DS is a 76-year-old normotensive woman who was diagnosed with osteoarthritis (OA) in her right hand. After trying acetaminophen 1 g 4 times daily with no relief, her physician suggested that she try naproxen 500 mg twice daily. At her 2-week follow-up visit, DS reports far less discomfort in her hand. but her blood pressure is now 142/84 mm Hg. The physician considers prescribing hydrochlorothiazide 12.5 mg once daily, but would like the input of a pharmacist first.
What recommendation should the pharmacist provide DS’s prescriber?
DW is a 48-year-old woman who presents to the clinic with dysuria, frequent urination, and suprapubic tenderness. Her urine dipstick is positive for nitrite and leukocyte esterase. The physician diagnoses DW with an uncomplicated urinary tract infection (UTI) and prescribes levofloxacin 250 mg once daily for 3 days. The pharmacist working alongside the physician would like to assure DW that she is being treated according to available guideline recommendations. The pharmacist looks over local resistance patterns at their affiliated hospital and sees that Escherichia coli (the pathogen causing uncomplicated cystitis in 80%-85% of patients) has a low (<80%) susceptibility to trimethoprim/sulfamethoxazole (TMP/SMX).
What treatment recommendations, if any, should the pharmacist make to the prescribing physician?
Case 1: Nonsteroidal anti-inflammatory drugs (NSAIDs) relieve OA pain by inhibiting cyclooxygenases responsible for converting arachadonic acid into inflammation-mediating prostaglandins. However, NSAIDs can also promote sodium and fluid retention, which can increase mean arterial blood pressure as much as 5 to 6 mm Hg. The temporal relationship between the diagnosis of hypertension in DS and the initiation of naproxen suggests that naproxen is the cause. Therefore,the pharmacist should suggest it be discontinued and that DS’s blood pressure be rechecked a week after stopping naproxen.
Current American College of Rheumatology OA guidelines recommend the use of topical NSAIDs, topical capsaicin, or oral NSAIDs including COX-2 selective inhibitors after failing acetaminophen at doses greater than or equal to 3 g/day. Because of increased risks for NSAID-induced hypertension and renal failure in patients 75 years and older, the guidelines favor the use of topical over oral NSAIDs. In addition, guidelines specifically recommend against the use of intra-articular therapies and opioid analgesics for OA of the hand. Because DS did receive benefit from an oral NSAID, 2 g of diclofenac 1% gel applied to the affected area 4 times daily might be considered a reasonable alternative.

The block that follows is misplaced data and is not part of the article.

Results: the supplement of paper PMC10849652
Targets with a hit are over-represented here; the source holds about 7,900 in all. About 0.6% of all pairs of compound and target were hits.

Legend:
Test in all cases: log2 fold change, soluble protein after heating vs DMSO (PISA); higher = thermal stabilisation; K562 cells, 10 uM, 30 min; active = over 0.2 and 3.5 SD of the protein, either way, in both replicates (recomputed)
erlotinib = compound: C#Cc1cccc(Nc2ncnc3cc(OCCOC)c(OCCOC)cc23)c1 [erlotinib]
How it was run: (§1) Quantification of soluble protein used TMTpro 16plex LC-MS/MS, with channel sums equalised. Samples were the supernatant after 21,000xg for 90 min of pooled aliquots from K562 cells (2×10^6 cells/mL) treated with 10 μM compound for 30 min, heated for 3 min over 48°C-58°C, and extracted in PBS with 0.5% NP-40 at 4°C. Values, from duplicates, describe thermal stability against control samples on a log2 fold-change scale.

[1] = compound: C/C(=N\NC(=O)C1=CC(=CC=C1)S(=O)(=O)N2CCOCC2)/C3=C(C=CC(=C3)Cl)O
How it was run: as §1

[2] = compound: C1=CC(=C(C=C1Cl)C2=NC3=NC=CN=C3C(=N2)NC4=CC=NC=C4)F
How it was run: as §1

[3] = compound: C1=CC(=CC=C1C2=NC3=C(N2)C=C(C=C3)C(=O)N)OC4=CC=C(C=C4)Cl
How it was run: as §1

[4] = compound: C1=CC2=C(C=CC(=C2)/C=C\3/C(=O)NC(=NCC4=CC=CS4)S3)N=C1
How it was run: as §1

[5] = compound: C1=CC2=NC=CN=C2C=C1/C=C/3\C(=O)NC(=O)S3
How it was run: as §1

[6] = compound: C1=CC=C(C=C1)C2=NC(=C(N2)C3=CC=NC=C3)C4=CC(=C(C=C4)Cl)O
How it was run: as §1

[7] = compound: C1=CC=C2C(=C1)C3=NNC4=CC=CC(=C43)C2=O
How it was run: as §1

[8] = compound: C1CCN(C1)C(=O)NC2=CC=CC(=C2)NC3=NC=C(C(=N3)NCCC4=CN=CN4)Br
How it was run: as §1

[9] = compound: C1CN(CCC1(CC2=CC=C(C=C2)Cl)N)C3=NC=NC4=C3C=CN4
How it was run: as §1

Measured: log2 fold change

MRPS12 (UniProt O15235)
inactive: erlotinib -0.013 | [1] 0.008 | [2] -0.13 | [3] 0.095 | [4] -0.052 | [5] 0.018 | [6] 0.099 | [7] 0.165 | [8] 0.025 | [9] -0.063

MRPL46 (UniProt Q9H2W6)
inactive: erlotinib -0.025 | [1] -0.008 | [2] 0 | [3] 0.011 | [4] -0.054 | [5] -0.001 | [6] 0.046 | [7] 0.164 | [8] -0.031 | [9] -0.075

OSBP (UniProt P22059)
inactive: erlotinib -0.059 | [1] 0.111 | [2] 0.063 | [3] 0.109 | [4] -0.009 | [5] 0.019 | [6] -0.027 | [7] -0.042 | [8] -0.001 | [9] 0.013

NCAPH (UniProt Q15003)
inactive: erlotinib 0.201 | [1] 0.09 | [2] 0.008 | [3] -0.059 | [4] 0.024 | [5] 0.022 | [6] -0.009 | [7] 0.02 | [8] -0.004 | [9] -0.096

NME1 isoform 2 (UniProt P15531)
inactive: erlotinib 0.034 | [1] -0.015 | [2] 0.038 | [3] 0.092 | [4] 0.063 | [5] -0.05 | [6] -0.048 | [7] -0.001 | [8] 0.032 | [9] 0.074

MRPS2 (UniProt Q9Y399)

Case 2: Antibiotic selection should be based on choosing a drug with the narrowest effective spectrum and the least side effects. Fluoroquiolones are highly effective for UTIs and some experts consider them to be first-line drugs for empiric therapy. However, recent Infectious Disease Society of America (IDSA) UTI guidelines discourage their use as first-line treatment because of the potential to cause resistance and the desire to reserve fluoroquinolones for more serious infectsions.
The IDSA guidelines for acute uncomplicated cystitis suggest using nitrofurantoin monohydrate/macrocrystals 100 mg twice daily for 5 days, TMP/SMX 160/800 mg twice daily for 3 days, or a single 3-g dose of fosfomycin trometamol as first-line treatments of an uncomplicated UTI. For empirical TMP/SMX use, local resistances of uropathogens (E coli, Klebsiella spp, Proteus spp, and Staphylococcus saprophyticus) should be less than 20%. Fluoroquinolones should be considered only if the first-line medications cannot be used. The guidelines also recognize that the choice of antibiotic should be individualized based on patient allergy and adherence, availability, cost, and patient/provider threshold for failure.
Based upon the ISDA guidelines and the resistance patterns at DW's clinic, nitrofurantoin monohydrate/macrocrystals 100 mg twice daily for 5 days is a good empiric option.
Dr. Coleman is associate professor of pharmacy practice and director of the pharmacoeconomics and outcomes studies group at the University of Connecticut School of Pharmacy. Ms. Stern is a PharmD candidate from the University of Connecticut School of Pharmacy.